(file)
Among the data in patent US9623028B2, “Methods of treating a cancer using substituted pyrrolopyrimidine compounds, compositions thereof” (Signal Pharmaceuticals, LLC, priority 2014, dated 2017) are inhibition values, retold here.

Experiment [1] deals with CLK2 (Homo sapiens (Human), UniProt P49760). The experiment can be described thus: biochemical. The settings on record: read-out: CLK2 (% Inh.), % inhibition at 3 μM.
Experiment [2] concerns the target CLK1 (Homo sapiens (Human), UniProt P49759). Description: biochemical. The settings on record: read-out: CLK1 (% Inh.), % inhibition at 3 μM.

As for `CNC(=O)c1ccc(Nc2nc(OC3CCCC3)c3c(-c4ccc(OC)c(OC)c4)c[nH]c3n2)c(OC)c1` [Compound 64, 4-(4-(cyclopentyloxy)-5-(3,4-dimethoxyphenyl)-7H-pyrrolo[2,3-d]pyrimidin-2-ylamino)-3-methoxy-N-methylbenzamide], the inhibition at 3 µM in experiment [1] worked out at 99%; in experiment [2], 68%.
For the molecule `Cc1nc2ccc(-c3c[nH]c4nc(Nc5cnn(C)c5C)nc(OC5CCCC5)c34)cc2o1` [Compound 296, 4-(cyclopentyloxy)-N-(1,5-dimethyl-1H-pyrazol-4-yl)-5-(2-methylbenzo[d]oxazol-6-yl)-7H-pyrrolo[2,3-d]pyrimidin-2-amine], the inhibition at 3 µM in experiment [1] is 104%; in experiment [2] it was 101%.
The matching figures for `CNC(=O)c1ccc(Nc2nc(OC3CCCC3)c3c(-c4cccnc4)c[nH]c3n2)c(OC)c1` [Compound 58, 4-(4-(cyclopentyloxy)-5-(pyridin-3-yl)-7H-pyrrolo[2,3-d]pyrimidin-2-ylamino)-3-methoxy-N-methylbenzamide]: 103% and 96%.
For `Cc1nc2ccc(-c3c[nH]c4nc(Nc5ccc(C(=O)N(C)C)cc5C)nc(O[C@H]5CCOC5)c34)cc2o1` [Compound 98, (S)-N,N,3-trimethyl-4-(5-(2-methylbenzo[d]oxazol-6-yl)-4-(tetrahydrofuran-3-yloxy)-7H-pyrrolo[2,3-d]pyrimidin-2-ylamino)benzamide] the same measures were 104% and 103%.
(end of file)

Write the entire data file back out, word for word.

Among the data in patent US9623028B2, “Methods of treating a cancer using substituted pyrrolopyrimidine compounds, compositions thereof” (Signal Pharmaceuticals, LLC, priority 2014, dated 2017) are inhibition values, retold here.

Experiment [1] deals with CLK2 (Homo sapiens (Human), UniProt P49760). The experiment can be described thus: biochemical. The settings on record: read-out: CLK2 (% Inh.), % inhibition at 3 μM.
Experiment [2] concerns the target CLK1 (Homo sapiens (Human), UniProt P49759). Description: biochemical. The settings on record: read-out: CLK1 (% Inh.), % inhibition at 3 μM.

As for `CNC(=O)c1ccc(Nc2nc(OC3CCCC3)c3c(-c4ccc(OC)c(OC)c4)c[nH]c3n2)c(OC)c1` [Compound 64, 4-(4-(cyclopentyloxy)-5-(3,4-dimethoxyphenyl)-7H-pyrrolo[2,3-d]pyrimidin-2-ylamino)-3-methoxy-N-methylbenzamide], the inhibition at 3 µM in experiment [1] worked out at 99%; in experiment [2], 68%.
For the molecule `Cc1nc2ccc(-c3c[nH]c4nc(Nc5cnn(C)c5C)nc(OC5CCCC5)c34)cc2o1` [Compound 296, 4-(cyclopentyloxy)-N-(1,5-dimethyl-1H-pyrazol-4-yl)-5-(2-methylbenzo[d]oxazol-6-yl)-7H-pyrrolo[2,3-d]pyrimidin-2-amine], the inhibition at 3 µM in experiment [1] is 104%; in experiment [2] it was 101%.
The matching figures for `CNC(=O)c1ccc(Nc2nc(OC3CCCC3)c3c(-c4cccnc4)c[nH]c3n2)c(OC)c1` [Compound 58, 4-(4-(cyclopentyloxy)-5-(pyridin-3-yl)-7H-pyrrolo[2,3-d]pyrimidin-2-ylamino)-3-methoxy-N-methylbenzamide]: 103% and 96%.
For `Cc1nc2ccc(-c3c[nH]c4nc(Nc5ccc(C(=O)N(C)C)cc5C)nc(O[C@H]5CCOC5)c34)cc2o1` [Compound 98, (S)-N,N,3-trimethyl-4-(5-(2-methylbenzo[d]oxazol-6-yl)-4-(tetrahydrofuran-3-yloxy)-7H-pyrrolo[2,3-d]pyrimidin-2-ylamino)benzamide] the same measures were 104% and 103%.